Birds Have Built-In Google Maps, But Is It Quantumally Entangled?

Coo: "Homing Pigeon"

"I'm lookin' at your magnetic field, and let me tell you, it's not much to brag about."

Birds have been known to have an uncanny sense of direction. The homing pigeon, for instance, was important in both world wars, used to relay messages over long distances, relying on the bird’s instinctual ability to find its way home. Recent studies have shown that particular molecules (superoxide and cryptochrome, specifically; which are used in firefighter’s oxygen tanks and which stops some DNA from overwriting other DNA, in people, respectively) in the bird’s eye allow them to see the magnetic fields of the Earth, giving them an up-to-the-minute view of the world around them.

While extremely fascinating stuff, it still perplexed scientists, how. Now, physicist researchers out of Austria have given the world a way to test a theory: that a process called quantum entanglement, is how the birds pull off their amazing magnetic sight. Basically, molecules that have a quantum entanglement will always spin in the same direction, except (perhaps) if they have been affected by a magnetic field. So, imagine if those crazy molecules we mentioned earlier were linked in such a way, but an electron was blown away from the rest of the herd and changed spin; once the electron gets back to the rest of the molecule, its shift is detected, and boom – magnetic topography the bird can follow. At least that’s what Dr. Hans Briegel and friends at the University of Innsbruck in Austria thought was the case and did the following experiment:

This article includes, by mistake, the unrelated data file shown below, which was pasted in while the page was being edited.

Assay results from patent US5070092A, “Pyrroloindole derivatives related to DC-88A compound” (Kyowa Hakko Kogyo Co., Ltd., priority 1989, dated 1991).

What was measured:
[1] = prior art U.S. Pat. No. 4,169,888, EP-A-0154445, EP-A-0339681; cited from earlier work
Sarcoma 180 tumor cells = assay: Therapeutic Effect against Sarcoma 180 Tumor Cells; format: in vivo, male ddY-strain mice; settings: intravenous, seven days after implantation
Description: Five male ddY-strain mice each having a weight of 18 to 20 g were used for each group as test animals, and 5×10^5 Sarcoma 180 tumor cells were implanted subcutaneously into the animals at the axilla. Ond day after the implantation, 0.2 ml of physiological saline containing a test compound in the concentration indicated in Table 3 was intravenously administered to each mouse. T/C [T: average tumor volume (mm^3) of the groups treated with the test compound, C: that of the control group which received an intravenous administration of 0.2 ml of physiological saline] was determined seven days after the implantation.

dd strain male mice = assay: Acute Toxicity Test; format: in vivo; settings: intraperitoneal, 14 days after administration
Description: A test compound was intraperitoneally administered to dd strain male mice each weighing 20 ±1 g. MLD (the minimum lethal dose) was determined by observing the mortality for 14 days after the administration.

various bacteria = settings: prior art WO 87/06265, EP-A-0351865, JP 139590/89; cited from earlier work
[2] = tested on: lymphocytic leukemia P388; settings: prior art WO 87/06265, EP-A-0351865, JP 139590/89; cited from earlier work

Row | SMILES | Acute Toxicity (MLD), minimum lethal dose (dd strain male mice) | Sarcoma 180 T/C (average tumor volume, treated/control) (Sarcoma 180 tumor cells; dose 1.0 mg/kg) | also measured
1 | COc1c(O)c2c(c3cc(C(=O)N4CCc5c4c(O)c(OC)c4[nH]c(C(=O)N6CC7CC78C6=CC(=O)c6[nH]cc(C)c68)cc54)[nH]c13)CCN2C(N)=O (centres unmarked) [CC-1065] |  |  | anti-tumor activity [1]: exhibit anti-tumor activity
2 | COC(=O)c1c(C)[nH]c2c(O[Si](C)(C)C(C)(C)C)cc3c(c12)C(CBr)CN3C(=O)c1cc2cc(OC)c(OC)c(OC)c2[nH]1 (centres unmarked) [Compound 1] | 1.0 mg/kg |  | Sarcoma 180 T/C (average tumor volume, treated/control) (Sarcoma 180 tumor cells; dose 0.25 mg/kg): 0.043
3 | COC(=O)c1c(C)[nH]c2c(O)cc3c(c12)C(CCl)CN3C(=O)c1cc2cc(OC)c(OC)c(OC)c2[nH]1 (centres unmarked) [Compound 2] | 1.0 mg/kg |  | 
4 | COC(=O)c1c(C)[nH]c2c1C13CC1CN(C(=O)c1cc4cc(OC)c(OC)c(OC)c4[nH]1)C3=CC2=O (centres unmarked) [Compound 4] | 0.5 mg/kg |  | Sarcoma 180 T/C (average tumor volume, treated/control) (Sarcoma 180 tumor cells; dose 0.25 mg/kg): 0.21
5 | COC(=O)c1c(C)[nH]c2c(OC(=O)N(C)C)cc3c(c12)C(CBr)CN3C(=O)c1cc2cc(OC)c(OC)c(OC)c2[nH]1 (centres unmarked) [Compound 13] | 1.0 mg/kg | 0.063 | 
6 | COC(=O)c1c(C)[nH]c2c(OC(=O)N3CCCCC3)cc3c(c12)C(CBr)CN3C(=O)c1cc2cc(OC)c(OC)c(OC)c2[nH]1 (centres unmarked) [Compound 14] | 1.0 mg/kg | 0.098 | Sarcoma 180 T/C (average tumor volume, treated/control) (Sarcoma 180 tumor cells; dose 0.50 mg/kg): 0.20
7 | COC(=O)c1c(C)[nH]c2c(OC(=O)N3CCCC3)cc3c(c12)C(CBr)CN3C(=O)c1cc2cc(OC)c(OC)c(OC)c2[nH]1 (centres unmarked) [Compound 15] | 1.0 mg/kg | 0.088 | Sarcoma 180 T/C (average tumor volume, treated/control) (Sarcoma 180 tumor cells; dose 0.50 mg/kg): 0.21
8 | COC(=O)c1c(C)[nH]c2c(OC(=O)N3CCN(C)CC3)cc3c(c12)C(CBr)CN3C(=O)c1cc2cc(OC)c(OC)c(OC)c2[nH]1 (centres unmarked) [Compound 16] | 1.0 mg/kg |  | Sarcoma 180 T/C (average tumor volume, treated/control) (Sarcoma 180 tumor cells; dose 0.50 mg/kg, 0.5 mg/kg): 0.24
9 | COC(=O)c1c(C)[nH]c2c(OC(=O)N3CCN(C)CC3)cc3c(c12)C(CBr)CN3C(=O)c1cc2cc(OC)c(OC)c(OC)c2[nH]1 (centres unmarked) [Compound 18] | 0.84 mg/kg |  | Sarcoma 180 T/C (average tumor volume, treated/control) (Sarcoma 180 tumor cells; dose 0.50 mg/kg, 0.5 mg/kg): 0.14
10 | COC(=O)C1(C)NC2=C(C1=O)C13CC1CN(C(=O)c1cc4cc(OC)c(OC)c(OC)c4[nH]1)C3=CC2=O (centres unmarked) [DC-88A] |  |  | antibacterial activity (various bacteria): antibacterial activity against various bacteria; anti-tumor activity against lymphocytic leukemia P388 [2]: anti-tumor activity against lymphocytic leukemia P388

They took two sets of molecules, cryptochrome and pyrene; the latter of which is known not to be important to anything with cryptochromes’ (read: anything with eyes) biology; and subjected them to magnetic fields, hoping the spins of entangled cryptochromes would be found affected, and the pyrenes not. Turns out the opposite is the case. Whoops.

While this does affect the usefulness of this test to some degree, the experiment is not completely out. Dr. Briegel thinks that the problem is that the cryptochromes they used weren’t entangled. By setting microwaves on them, they’re hoping to locate the entangled sets and subject them to the magnetics with a positive reaction.

This is the way my science experiments always worked in school. Once, I did a science fair project on rocket flight and had an Estes hooked up, but it wouldn’t fly. So I threw it in the microwave and the engine exploded. Go figure.

I think the real thing to take out of this article is that birds are better than people, primarily the scientists studying their optical abilities. While we’re still just guessing at what makes these things tick, they’ve been utilizing it for thousands of years. Now I don’t feel so bad about all-you-can-eat chicken wing Wednesdays at the House of Fowl down the street from me. Mmmm, delicious honey barbecue cryptochromes…


1 Comment

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One response to “Birds Have Built-In Google Maps, But Is It Quantumally Entangled?

  1. Pingback: Tweets that mention Birds' vision quantumally entangled? Do cryptochromes play a part in their magnetic sight? Am I just making words up? --

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